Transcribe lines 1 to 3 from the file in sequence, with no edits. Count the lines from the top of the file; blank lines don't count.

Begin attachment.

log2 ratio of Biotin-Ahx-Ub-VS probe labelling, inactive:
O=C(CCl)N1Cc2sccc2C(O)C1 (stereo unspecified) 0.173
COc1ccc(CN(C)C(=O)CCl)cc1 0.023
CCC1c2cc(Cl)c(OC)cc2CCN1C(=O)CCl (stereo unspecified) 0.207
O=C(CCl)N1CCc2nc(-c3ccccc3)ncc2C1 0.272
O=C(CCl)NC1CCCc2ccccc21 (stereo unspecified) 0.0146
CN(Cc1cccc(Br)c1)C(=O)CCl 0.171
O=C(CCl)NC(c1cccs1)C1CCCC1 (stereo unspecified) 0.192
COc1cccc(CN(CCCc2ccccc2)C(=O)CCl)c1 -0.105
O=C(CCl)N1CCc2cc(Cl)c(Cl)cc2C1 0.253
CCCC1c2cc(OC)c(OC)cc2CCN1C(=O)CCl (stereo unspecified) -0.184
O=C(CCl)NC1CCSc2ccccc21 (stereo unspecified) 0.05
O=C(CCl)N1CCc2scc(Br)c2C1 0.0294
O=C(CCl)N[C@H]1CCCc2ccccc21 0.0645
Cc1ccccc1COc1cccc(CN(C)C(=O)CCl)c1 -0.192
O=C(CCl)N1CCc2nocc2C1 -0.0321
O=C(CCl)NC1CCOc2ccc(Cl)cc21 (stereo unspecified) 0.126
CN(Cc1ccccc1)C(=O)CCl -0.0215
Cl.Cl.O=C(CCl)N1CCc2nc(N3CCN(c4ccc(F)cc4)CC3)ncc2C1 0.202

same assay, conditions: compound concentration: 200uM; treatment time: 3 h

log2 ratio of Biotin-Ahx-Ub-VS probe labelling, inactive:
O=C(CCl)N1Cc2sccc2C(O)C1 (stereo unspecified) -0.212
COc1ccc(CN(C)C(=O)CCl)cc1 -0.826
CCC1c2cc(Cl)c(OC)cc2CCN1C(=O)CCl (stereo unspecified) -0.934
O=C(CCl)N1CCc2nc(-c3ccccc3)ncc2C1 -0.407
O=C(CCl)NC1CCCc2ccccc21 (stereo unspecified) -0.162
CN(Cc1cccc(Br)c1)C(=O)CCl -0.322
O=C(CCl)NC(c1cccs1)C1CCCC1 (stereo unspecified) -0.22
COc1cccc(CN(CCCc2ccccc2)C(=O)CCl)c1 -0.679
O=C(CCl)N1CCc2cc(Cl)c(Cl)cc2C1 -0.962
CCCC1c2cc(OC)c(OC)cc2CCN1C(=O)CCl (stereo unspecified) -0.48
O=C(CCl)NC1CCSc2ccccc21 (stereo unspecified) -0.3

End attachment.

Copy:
log2 ratio of Biotin-Ahx-Ub-VS probe labelling, inactive:
O=C(CCl)N1Cc2sccc2C(O)C1 (stereo unspecified) 0.173
COc1ccc(CN(C)C(=O)CCl)cc1 0.023